Virginia Pye and I also share an important bond: we’re both lucky enough to have our work published by Unbridled Books. When we met at the Virginia Festival of the Book in March 2013, she kindly agreed to respond to a few questions about her forthcoming work, River of Dust, a beautifully lyrical novel inspired by her grandfather’s journals, written while he was a missionary in China in the early 20th century. This debut novel has already won an important accolade, having been selected as an Indie Next Pick for May 2013. Pye, aside from having taught writing at the University of Pennsylvania and New York University, served three terms as president of James River Writers, a literary non-profit in Richmond, Virginia. Her short stories have won awards and appeared in numerous literary magazines, including The North American Review, Tampa Review and The Baltimore Review. There is more information about Virginia Pye at Unbridled Books, as well as her author site.

Virginia Pye

Huergo: How would you describe your writing process?

Pye:  I have written for many years, stopping only when my children were young. River of Dust is my sixth novel, though the first to be published. I tend to ruminate on a story and characters for a while before I begin to write it. I jot down an outline. Nothing strict, but something to follow, heading towards key moments or turning points. I then dive in. I write every day and have for some time, unless I’m distracted by travel or family. When I was working on River of Dust, I was so possessed by telling the story that it woke me before five a.m.. I was at my desk with a cup of coffee before sun up and could write for two hours and then take my son to school. I’d return to it in the daylight and press on. I tend to write a full first draft of a book, then go back and rewrite extensively through many more drafts. The whole process can take years, but luckily, there’s nothing I’d rather be doing.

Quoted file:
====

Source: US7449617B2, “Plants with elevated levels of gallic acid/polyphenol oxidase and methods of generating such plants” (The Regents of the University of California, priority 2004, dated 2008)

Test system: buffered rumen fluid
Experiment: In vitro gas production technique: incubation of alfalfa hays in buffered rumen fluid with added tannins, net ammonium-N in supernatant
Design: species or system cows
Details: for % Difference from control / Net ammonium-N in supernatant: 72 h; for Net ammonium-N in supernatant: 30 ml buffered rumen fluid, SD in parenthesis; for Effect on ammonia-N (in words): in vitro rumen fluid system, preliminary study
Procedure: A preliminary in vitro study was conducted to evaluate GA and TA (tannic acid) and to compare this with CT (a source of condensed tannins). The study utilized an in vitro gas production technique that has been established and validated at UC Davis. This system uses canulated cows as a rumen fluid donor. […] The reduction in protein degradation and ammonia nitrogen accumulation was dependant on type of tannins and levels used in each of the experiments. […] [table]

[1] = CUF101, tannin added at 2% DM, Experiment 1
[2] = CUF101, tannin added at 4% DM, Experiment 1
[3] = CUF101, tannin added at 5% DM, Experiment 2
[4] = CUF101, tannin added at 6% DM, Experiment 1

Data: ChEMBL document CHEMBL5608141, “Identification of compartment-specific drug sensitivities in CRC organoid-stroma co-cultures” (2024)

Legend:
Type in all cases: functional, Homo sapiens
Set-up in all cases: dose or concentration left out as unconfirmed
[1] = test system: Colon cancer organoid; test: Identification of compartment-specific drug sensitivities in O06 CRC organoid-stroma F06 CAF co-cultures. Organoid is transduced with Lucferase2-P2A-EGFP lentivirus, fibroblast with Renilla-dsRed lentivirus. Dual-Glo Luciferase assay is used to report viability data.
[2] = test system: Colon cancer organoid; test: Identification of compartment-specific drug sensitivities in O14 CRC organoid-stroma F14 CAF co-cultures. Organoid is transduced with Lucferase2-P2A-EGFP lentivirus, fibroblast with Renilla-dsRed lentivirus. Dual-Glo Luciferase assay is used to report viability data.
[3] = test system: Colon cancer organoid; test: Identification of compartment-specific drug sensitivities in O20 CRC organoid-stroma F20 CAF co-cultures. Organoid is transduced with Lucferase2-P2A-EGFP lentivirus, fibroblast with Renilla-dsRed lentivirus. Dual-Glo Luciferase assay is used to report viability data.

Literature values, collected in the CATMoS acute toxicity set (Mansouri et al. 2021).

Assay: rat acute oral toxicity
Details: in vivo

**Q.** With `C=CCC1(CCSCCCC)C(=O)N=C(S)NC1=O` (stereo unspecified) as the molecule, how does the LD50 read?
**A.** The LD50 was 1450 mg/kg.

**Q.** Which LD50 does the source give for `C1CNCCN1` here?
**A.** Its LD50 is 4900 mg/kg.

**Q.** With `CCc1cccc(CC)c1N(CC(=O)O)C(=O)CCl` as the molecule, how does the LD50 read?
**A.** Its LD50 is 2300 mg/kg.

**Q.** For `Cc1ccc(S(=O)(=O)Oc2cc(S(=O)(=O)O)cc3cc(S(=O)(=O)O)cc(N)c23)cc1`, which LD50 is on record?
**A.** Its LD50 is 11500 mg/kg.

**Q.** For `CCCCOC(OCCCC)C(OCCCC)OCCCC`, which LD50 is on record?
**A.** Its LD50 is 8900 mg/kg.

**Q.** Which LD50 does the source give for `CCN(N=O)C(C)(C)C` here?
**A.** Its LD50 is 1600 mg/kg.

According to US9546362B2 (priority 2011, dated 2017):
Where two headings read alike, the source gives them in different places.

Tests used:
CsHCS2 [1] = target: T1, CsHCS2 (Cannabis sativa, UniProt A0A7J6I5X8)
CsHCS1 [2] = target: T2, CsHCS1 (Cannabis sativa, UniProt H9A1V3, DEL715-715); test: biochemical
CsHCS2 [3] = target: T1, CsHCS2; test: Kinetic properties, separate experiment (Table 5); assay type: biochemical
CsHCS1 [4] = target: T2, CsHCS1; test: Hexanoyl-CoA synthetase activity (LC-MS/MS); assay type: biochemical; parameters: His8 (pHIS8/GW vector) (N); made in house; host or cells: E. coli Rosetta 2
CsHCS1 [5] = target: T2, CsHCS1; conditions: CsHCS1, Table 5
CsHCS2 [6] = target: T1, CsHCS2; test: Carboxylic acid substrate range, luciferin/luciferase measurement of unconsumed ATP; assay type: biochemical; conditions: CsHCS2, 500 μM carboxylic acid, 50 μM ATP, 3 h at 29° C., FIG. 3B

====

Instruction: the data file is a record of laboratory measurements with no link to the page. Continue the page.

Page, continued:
Huergo: What would you identify as the most difficult aspect of that process?

Pye: The most difficult aspect is being able to see the work clearly for what it is, not for what I hope it will be. Like many writers, I have a love/hate relationship with what I write. I can be enamored of something one moment, and then feel chagrined by it the next. What’s hardest is to find that clear-eyed balance where you can see where you have succeeded, but also where you’ve fallen short. Hemingway said, “The most essential gift for a good writer is a built-in, shock-proof, shit detector.” For me, that’s taken years to develop, and I’m still working on it. And, by the way, there’s a danger in sharing work too early. A writer can become hopeful and excited by her intentions and share it. That’s never a good idea, because criticism can be confusing and can throw you off track. It’s better to really polish the work and give it its best shot, and then venture out with it.